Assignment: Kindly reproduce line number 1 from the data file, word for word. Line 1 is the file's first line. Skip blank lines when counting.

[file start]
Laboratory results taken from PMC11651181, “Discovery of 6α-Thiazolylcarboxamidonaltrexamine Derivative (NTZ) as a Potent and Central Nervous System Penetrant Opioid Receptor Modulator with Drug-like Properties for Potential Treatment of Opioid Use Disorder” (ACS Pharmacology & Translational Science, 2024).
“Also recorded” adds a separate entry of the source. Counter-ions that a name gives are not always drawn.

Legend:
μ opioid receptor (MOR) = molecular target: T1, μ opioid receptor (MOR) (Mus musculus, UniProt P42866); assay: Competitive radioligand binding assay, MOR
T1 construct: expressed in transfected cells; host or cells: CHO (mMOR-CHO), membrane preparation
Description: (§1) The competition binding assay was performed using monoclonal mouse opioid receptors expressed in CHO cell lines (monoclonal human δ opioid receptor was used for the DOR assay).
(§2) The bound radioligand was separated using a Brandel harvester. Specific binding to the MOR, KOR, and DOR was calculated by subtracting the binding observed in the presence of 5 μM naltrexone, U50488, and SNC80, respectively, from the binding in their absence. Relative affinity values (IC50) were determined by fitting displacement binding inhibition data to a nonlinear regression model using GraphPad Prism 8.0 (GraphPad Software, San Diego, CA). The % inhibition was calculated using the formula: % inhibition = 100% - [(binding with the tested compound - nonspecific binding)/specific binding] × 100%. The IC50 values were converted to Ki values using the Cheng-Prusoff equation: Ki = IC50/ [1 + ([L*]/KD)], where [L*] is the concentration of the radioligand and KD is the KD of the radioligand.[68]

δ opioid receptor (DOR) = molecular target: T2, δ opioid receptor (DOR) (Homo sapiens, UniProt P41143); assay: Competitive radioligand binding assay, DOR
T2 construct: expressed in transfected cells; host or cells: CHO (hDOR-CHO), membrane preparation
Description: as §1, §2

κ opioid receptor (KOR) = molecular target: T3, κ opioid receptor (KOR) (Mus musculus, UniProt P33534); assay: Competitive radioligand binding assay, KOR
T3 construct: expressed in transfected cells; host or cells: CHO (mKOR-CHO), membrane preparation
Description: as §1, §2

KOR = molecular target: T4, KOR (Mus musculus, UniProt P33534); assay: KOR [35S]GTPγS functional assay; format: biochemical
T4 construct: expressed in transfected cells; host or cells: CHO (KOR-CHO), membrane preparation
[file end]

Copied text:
Laboratory results taken from PMC11651181, “Discovery of 6α-Thiazolylcarboxamidonaltrexamine Derivative (NTZ) as a Potent and Central Nervous System Penetrant Opioid Receptor Modulator with Drug-like Properties for Potential Treatment of Opioid Use Disorder” (ACS Pharmacology & Translational Science, 2024).